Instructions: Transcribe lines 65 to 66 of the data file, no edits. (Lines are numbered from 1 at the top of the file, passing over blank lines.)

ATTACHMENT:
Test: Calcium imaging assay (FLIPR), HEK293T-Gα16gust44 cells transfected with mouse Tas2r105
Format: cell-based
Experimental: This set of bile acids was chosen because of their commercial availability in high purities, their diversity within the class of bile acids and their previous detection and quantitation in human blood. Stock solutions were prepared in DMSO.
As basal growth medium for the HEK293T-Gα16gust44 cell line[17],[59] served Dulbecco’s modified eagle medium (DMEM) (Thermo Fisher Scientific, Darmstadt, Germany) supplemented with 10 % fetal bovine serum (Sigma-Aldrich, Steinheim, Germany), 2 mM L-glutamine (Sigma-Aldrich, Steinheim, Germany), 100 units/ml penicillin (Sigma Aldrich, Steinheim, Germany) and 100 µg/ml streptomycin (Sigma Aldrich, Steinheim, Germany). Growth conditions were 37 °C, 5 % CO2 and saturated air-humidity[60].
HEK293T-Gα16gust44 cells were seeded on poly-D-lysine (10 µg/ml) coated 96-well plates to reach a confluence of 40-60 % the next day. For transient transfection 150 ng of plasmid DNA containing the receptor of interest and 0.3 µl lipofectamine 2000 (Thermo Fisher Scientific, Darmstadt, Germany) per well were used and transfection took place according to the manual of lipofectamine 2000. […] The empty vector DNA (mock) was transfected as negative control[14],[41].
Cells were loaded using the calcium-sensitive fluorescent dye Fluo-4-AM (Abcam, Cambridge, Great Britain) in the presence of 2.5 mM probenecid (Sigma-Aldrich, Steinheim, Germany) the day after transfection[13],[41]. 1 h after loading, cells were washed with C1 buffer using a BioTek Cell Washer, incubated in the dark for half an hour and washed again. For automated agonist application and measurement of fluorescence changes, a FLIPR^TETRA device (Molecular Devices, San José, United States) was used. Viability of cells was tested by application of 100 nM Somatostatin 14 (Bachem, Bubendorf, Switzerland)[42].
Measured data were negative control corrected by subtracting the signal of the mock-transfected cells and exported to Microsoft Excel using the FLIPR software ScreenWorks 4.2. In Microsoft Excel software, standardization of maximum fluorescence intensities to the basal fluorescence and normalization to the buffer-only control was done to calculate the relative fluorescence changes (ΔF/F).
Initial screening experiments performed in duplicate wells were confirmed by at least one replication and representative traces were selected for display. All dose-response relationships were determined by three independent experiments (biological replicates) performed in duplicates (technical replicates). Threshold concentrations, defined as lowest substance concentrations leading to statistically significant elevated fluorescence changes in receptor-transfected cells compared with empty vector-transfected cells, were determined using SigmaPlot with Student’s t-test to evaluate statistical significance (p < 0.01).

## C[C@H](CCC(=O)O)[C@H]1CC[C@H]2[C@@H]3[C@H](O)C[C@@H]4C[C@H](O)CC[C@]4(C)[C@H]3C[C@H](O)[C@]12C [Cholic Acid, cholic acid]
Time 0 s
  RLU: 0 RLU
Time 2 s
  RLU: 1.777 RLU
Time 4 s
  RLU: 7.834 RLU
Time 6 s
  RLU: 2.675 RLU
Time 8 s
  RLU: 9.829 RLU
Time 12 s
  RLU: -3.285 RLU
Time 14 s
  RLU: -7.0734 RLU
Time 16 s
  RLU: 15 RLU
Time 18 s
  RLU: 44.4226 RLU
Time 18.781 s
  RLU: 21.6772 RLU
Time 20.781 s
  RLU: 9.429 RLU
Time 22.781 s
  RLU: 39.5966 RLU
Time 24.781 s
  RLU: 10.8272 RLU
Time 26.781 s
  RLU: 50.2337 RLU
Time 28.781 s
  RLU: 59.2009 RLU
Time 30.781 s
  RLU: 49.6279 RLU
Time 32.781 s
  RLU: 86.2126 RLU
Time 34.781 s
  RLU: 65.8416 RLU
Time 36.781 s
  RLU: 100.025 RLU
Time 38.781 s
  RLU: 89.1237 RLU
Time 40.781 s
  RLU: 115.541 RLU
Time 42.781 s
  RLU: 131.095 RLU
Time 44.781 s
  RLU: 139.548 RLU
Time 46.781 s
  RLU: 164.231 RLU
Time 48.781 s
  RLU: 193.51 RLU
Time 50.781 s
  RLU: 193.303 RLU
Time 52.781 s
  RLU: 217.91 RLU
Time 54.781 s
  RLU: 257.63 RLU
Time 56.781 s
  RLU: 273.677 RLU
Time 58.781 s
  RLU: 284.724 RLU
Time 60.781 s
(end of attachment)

  RLU: 257.63 RLU
Time 56.781 s